PRESIDENT Bush yesterday delivered his most important policy statement on Iraq since committing American forces to the Persian Gulf. It does not ensure that the crisis will come out one way or another, in war or peace; that hinges first on whether Saddam Hussein withdraws from Kuwait. But the statement gives the United States a serious diplomatic option to go along with the military option the American and allied buildup is providing. It gives American post-Cold War policy a vigorous and principled internationalist cast.

Until Mr. Bush's United Nations speech, a central ambiguity had nagged at American policy. It seemed that Washington was reluctant to consider a diplomatic solution on U.N. terms, for fear that it would foreclose separate American pursuit of the broader goals -- unseating of Saddam Hussein, neutralizing Iraq's arsenal -- not approved by the U.N. Yesterday, however, the president committed himself to a U.N. political solution. His bold decision puts the United States in diplomatic harness with most of its allies, who either oppose or are not ready to embrace those broader goals, and makes a diplomatic outcome that much more feasible. It also strengthens the basis on which President Bush might later seek Security Council approval of force to compel Iraqi withdrawal. It ends the possibility of Saddam Hussein's protesting that withdrawal would still leave him and Iraq exposed.

His decision also sharpens, of course, the pressing question of how to contain a post-settlement Iraq. His suggestion for "states of the Gulf themselves to build new arrangements for stability'' badly needs to be elaborated.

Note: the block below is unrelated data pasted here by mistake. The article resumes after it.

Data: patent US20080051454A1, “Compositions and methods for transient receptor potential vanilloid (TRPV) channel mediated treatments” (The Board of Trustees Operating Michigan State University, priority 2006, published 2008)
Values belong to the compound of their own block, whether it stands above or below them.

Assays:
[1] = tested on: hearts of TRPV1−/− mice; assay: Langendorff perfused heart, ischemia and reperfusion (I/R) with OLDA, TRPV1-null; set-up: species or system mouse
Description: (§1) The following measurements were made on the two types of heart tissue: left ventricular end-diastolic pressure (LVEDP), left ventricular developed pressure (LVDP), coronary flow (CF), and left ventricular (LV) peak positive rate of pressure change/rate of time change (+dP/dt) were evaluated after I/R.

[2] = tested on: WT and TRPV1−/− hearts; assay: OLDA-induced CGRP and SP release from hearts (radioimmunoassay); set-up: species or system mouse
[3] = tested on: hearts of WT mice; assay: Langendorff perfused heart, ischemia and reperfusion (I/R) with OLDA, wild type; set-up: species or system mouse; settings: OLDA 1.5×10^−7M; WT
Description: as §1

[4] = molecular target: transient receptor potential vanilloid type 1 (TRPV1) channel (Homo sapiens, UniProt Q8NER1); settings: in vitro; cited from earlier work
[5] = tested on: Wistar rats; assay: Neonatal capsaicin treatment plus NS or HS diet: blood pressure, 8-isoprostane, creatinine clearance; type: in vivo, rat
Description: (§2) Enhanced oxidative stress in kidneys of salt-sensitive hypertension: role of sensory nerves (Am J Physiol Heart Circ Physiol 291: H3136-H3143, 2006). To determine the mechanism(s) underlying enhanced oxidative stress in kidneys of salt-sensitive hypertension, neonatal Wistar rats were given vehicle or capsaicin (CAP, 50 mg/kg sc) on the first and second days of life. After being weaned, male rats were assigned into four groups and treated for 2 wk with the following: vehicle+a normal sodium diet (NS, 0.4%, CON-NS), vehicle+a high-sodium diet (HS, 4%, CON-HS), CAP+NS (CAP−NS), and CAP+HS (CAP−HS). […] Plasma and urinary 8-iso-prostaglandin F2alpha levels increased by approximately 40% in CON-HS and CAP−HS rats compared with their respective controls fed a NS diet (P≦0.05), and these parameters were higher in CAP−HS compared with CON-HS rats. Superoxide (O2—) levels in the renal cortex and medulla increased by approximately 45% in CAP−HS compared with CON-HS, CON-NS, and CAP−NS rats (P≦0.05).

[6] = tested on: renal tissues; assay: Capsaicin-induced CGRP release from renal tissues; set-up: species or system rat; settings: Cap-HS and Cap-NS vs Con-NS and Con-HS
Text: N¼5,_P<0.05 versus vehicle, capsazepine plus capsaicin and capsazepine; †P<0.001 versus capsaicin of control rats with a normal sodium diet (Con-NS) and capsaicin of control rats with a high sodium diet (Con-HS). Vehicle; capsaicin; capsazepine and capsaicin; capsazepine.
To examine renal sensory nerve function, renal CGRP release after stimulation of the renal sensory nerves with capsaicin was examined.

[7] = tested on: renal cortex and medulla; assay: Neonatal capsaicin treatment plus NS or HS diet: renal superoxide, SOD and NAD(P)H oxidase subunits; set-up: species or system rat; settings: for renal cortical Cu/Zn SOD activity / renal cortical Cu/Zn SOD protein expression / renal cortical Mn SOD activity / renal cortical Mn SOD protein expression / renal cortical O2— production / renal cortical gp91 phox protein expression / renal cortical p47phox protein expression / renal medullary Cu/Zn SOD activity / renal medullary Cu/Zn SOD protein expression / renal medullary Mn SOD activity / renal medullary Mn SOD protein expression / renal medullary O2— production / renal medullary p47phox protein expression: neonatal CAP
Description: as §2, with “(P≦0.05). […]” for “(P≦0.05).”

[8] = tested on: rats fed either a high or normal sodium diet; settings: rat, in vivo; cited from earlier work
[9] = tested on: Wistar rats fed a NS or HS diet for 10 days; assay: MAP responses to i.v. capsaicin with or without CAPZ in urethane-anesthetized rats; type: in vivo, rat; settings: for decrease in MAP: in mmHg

The president also waded into the delicate question of whether and how to link an Iraq-Kuwait settlement to the Arab-Israeli dispute. Saddam Hussein has demanded a tight immediate link that would make him patron of an Israeli-Palestinian solution on blatantly one-sided Iraqi terms. In a statement that was the closest he has come to a public negotiation with the Iraqi leader, Mr. Bush countered with a loose link, after ''unconditional'' Iraqi withdrawal, to an overall settlement between Israel and all the Arabs. There is a necessary objection to Israel's being squeezed into a dangerous and unfair deal with Palestinians. But there is also a necessary objection to neglecting one of the Middle East's core issues and to dismissing any approach to a broad-gauged Arab-Israeli settlement as a "reward" for Iraqi aggression.

To bring the nations of the world into cooperative resistance to aggression and to go on from there to treat the continuing troubles of a region never far from the edge of war, Mr. Bush was enunciating the essentials of post-Cold War stability.